Unless the mother was incapable of working, an imputed income should have been used for her in determining the amount of child support she is to pay.
A spouse's income can, in certain situations, be used in determining a parent's child support obligation. However, the court generally looks beyond a parent's incomes only when the parent asks for a deviation from the standard child support calculation.
What you should do is review the specific facts with your attorney to find out your legal options. One thing to look at is what income was used for the mother in setting the original child support. If no income was imputed to her and she is capable of working, a petition to have the court take another look at the child support likely can be filed.
The Court is probably not going to consider the exwife's new husband's income unless there is another reason to do so (i.e. request for deviation from standard schedule, etc.). If the exwife is capable of working, her income should be imputed to a reasonable level based on her past earning history or, at the very least, minimum wage. There are tables based on the parents' ages that may also be applied to such situations.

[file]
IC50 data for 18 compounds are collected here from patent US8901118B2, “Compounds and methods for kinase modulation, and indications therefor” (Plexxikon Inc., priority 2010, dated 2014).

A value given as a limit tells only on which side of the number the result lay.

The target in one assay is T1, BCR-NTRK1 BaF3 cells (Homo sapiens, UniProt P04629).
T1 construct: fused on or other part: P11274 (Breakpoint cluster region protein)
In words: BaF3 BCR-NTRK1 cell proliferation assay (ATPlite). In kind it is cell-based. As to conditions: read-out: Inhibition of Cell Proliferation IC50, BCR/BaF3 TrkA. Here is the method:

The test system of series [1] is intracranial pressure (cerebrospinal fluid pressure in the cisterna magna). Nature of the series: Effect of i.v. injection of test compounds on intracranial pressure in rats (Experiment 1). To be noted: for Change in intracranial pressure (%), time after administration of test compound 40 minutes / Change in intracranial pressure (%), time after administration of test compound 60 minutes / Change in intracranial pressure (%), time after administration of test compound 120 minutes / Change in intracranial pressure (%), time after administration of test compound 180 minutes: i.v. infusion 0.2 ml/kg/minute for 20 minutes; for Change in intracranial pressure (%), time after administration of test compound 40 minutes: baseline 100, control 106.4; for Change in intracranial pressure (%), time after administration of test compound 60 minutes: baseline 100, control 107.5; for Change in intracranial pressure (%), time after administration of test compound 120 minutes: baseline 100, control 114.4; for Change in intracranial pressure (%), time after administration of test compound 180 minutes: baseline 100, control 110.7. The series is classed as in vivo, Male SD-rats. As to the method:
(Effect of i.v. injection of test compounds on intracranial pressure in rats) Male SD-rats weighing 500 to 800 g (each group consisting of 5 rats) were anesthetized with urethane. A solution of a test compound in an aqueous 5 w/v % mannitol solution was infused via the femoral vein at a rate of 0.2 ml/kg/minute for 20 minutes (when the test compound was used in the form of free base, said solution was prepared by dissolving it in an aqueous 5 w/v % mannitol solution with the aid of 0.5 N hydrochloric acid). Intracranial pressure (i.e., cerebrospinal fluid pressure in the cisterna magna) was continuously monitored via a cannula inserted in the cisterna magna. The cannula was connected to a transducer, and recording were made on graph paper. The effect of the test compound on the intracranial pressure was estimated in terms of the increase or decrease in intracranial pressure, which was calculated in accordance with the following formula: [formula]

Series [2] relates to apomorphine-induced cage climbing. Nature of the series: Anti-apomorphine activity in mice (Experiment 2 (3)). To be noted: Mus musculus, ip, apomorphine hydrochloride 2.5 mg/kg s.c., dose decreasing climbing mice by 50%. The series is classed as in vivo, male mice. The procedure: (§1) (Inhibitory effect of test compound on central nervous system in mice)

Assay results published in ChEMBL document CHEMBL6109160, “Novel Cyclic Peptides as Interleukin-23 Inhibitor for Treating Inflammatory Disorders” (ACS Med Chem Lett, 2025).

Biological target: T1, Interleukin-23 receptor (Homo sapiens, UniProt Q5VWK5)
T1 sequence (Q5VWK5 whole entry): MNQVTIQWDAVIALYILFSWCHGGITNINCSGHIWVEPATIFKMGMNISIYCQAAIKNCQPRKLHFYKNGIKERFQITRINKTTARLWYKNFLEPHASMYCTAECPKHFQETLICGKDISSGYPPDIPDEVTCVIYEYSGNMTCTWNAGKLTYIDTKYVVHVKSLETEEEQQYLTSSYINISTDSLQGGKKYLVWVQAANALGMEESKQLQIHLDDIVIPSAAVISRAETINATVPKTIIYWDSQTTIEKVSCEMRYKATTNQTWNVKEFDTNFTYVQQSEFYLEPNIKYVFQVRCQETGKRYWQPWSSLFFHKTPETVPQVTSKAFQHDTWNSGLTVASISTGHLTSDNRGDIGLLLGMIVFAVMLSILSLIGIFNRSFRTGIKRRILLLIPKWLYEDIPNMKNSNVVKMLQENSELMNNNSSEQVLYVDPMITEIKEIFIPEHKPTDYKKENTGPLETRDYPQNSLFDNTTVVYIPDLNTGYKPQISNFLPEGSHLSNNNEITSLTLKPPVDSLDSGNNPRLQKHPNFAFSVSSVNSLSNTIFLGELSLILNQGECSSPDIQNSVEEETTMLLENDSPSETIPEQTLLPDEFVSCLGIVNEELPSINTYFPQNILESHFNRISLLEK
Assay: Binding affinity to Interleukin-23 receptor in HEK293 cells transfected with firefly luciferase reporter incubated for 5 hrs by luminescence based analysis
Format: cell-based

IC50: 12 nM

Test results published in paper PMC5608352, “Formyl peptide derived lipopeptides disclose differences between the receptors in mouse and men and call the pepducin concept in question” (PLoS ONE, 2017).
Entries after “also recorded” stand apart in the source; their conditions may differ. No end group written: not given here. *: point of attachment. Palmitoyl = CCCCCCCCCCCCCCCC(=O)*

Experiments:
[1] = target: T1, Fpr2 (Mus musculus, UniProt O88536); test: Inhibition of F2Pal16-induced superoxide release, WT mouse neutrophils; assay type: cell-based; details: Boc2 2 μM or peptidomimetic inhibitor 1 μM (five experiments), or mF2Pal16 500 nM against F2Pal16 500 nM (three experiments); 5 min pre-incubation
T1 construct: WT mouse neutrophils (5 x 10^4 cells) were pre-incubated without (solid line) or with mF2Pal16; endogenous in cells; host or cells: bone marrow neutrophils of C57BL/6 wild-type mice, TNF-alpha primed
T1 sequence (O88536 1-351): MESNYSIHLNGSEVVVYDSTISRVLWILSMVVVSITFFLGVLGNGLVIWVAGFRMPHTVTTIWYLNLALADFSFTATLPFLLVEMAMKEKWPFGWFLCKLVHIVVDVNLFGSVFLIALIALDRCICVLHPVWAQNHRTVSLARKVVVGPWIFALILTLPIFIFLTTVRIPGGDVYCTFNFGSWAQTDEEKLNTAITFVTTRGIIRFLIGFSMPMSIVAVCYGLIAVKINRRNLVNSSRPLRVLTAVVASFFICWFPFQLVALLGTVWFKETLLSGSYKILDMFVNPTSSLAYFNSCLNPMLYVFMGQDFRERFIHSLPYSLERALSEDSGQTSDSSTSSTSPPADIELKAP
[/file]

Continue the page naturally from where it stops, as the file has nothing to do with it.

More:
Since the minimum allowed monthly Child Support in the State of Washington is $50.00 per month, the Court is likely to hear argument on a modification if the exwife's income was not imputed at at reasonable level and the monthly Child Support amount is insufficient to support the Child.
One of the only times the Court will consider the income of a new spouse is when calculatingpost-secondary contributions (for college, trade school, etc.).
The short answer is no. New spouse income generally is not used to calculate c/s, unless the income is extraordinary. Let's say over $500,000 per year.
If she is not working, the court should impute income if there is not a good reason for her being unemployed.
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